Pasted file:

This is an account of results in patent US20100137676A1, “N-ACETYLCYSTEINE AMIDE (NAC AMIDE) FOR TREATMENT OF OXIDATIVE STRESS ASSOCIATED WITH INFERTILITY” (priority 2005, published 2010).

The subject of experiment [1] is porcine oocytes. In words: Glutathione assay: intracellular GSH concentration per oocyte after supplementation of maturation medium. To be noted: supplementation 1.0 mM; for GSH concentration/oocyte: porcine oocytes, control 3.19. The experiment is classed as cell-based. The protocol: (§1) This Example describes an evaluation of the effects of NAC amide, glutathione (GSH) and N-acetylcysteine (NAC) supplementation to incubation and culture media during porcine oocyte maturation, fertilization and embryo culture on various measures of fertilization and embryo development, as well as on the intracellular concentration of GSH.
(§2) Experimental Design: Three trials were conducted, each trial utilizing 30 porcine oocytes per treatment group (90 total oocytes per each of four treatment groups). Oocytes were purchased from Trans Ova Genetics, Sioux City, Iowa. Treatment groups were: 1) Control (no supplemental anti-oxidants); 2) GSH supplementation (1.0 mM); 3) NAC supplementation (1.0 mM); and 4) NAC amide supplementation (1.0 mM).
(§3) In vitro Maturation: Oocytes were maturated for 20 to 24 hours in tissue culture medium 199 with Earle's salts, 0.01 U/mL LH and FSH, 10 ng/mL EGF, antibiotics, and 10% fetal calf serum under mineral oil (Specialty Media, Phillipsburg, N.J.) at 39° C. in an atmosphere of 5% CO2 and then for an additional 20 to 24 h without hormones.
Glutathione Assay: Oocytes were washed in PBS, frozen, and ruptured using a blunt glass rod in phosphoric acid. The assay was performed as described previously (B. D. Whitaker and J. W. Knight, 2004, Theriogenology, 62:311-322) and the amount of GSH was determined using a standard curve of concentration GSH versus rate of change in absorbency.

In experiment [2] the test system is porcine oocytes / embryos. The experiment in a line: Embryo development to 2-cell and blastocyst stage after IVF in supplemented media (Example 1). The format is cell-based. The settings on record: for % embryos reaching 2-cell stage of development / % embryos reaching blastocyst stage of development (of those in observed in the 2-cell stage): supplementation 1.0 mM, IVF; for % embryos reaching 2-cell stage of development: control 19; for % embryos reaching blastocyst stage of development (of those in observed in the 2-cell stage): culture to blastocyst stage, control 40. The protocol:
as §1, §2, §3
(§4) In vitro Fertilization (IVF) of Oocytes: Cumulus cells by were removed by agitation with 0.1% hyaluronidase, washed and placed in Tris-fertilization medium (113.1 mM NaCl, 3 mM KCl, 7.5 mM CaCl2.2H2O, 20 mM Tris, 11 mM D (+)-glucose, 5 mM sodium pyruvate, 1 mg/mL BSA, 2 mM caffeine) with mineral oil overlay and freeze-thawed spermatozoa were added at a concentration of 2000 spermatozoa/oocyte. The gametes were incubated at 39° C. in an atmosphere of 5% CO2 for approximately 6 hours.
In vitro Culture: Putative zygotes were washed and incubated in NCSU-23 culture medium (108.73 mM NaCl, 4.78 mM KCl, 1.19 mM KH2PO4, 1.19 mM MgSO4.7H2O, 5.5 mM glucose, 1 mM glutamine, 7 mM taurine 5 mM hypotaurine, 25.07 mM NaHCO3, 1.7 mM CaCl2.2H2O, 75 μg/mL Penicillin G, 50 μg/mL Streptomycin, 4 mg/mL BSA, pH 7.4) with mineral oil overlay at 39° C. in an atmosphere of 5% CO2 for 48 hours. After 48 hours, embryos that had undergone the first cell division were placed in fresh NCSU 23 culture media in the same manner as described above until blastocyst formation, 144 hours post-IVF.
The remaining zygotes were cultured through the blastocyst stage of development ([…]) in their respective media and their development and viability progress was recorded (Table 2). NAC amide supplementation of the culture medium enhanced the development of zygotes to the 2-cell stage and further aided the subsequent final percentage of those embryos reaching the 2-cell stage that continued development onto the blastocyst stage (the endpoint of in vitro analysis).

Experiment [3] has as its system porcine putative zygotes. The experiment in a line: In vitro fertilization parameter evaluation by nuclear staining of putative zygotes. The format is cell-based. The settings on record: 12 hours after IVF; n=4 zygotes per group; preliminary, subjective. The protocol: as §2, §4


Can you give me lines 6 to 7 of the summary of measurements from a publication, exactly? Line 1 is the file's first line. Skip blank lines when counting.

In experiment [2] the test system is porcine oocytes / embryos. The experiment in a line: Embryo development to 2-cell and blastocyst stage after IVF in supplemented media (Example 1). The format is cell-based. The settings on record: for % embryos reaching 2-cell stage of development / % embryos reaching blastocyst stage of development (of those in observed in the 2-cell stage): supplementation 1.0 mM, IVF; for % embryos reaching 2-cell stage of development: control 19; for % embryos reaching blastocyst stage of development (of those in observed in the 2-cell stage): culture to blastocyst stage, control 40. The protocol:
as §1, §2, §3